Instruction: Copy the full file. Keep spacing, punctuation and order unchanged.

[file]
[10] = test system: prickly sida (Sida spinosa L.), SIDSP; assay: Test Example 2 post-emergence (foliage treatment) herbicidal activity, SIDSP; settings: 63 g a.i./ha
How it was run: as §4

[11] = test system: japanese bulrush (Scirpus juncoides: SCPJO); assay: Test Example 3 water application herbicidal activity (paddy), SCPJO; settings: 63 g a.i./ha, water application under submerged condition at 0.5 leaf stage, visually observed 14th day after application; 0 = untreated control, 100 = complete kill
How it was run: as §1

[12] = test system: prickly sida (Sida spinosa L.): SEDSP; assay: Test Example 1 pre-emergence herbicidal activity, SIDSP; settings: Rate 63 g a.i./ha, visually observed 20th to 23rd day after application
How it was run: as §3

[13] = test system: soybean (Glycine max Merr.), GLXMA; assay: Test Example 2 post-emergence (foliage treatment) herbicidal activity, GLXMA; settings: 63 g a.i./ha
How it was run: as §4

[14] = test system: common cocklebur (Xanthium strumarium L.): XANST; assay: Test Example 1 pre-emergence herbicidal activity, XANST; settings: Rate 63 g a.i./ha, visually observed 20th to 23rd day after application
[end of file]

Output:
[10] = test system: prickly sida (Sida spinosa L.), SIDSP; assay: Test Example 2 post-emergence (foliage treatment) herbicidal activity, SIDSP; settings: 63 g a.i./ha
How it was run: as §4

[11] = test system: japanese bulrush (Scirpus juncoides: SCPJO); assay: Test Example 3 water application herbicidal activity (paddy), SCPJO; settings: 63 g a.i./ha, water application under submerged condition at 0.5 leaf stage, visually observed 14th day after application; 0 = untreated control, 100 = complete kill
How it was run: as §1

[12] = test system: prickly sida (Sida spinosa L.): SEDSP; assay: Test Example 1 pre-emergence herbicidal activity, SIDSP; settings: Rate 63 g a.i./ha, visually observed 20th to 23rd day after application
How it was run: as §3

[13] = test system: soybean (Glycine max Merr.), GLXMA; assay: Test Example 2 post-emergence (foliage treatment) herbicidal activity, GLXMA; settings: 63 g a.i./ha
How it was run: as §4

[14] = test system: common cocklebur (Xanthium strumarium L.): XANST; assay: Test Example 1 pre-emergence herbicidal activity, XANST; settings: Rate 63 g a.i./ha, visually observed 20th to 23rd day after application